The year 1961 found Van Peebles making the third short included here, Les Cinq Cent Balles (500 Francs), another silent, post-dubbed film. The agonizing story of a boy’s attempt to lift a 500-franc bill from a sewer drain is a beautifully shot and edited moral fable. Since the only characters are white, racial tension is removed from the equation and replaced with naked competition and desperation as existential human qualities.
Van Peebles’ debut feature as writer-director, The Story of a Three Day Pass (1967), is based on his novel La Permission, which is also the film’s French title and a word of interesting multiple meanings. He made it by taking advantage of French rules about help for filmmakers, and his introductory anecdote about this becomes a small lesson in how you must push yourself into a world that doesn’t always take account of you.
As for the film, the simple fact that it exists in a place and a mental space where an “inter-racial” romance can exist already seems audacious. This charming black and white film is among the most stylistically brilliant and refreshing debuts in film history, and we should have celebrated Van Peebles for it had he never made another film.
Infected by the spirit of the French New Wave, the film spins a simple romantic encounter between a black American soldier, Turner (Harry Baird), and a white French woman, Miriam (Nicole Berger), into a tour-de-force of self-conscious gestures, from the merely playful to the extravagantly beautiful. By the way, the story establishes right away that self-consciousness or double-consciousness is an element of Turner’s existence, as he argues with alternate versions of himself in mirrors.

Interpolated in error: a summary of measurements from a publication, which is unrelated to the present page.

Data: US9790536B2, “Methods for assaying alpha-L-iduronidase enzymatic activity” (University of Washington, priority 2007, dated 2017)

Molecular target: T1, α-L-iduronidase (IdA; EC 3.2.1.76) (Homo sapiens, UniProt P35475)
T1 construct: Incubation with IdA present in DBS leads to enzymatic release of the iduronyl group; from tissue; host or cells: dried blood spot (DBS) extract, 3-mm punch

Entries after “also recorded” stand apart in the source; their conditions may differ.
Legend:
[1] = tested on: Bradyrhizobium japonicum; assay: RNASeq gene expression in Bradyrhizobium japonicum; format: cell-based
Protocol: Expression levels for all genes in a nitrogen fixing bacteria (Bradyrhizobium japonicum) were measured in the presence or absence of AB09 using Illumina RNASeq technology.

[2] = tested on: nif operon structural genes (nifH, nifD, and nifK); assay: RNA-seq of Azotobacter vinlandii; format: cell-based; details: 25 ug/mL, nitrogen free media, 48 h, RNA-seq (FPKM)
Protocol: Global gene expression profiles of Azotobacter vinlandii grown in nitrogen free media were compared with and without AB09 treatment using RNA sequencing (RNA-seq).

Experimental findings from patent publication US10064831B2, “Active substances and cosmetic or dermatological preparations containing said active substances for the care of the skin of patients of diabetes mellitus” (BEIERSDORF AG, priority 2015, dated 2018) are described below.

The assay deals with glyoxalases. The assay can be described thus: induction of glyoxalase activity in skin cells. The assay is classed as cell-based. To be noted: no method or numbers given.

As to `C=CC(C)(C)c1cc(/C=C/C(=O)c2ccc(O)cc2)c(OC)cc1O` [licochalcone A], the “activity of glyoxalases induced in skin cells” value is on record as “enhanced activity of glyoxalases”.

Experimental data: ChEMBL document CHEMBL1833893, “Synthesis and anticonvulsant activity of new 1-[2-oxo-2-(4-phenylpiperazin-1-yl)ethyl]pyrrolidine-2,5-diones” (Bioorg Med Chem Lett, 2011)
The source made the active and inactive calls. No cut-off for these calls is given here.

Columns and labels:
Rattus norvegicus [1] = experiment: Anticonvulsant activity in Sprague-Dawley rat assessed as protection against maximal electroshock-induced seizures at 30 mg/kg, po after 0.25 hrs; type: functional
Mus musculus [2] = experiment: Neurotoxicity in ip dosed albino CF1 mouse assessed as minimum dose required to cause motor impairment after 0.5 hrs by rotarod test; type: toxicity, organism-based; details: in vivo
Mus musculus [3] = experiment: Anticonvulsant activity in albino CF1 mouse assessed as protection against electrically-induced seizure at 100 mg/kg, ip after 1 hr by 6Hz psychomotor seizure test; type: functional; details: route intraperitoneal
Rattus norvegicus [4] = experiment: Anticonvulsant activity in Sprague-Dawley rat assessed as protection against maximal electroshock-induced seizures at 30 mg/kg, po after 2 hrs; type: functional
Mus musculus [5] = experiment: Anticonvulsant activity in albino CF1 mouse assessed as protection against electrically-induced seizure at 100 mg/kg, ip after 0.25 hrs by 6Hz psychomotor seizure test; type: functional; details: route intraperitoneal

The scene of the couple’s first meeting in a club celebrates magnificence, from the hero’s “gliding” entrance (foreshadowing a signature Spike Lee gesture) to a fantasy sequence to the fragmentary jump-cuts. The jumps were already present in the army commander’s unintentional comedy routine as he addressed a subjective camera that played Turner. While the jumps are a New Wave element, they hark back to the fragmentary editing of Van Peebles’ early shorts, a choice that evolved from contingency to deliberate gesture.